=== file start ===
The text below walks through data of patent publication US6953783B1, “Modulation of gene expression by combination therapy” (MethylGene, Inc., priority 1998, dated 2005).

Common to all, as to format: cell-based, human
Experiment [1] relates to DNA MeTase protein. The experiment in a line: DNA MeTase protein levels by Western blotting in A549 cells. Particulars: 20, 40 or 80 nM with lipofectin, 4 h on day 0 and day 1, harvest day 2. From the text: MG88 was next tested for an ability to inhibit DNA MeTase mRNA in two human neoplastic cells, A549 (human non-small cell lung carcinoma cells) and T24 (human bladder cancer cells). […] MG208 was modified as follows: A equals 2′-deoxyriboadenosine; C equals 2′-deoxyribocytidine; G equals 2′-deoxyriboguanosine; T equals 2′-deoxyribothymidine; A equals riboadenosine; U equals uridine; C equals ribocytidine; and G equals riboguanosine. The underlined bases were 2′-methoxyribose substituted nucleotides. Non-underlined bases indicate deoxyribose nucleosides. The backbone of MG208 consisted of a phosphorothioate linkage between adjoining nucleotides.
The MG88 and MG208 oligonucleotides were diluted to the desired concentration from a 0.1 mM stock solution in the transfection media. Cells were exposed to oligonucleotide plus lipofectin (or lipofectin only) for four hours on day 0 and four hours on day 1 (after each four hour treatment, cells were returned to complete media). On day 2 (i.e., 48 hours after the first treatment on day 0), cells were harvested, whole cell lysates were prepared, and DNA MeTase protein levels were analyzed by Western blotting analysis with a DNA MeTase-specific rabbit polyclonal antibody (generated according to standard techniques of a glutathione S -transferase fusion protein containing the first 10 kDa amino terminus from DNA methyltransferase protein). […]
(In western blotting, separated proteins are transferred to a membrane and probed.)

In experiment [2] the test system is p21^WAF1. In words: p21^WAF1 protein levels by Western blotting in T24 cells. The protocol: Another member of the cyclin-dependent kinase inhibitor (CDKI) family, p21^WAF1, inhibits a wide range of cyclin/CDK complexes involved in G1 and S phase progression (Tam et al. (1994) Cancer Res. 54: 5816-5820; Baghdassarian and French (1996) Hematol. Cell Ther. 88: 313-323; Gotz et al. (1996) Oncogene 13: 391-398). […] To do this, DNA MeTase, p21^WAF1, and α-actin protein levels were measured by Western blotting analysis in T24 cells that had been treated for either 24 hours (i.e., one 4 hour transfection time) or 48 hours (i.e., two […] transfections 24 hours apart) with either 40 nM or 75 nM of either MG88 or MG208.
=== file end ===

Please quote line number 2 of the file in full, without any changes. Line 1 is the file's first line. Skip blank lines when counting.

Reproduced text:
Common to all, as to format: cell-based, human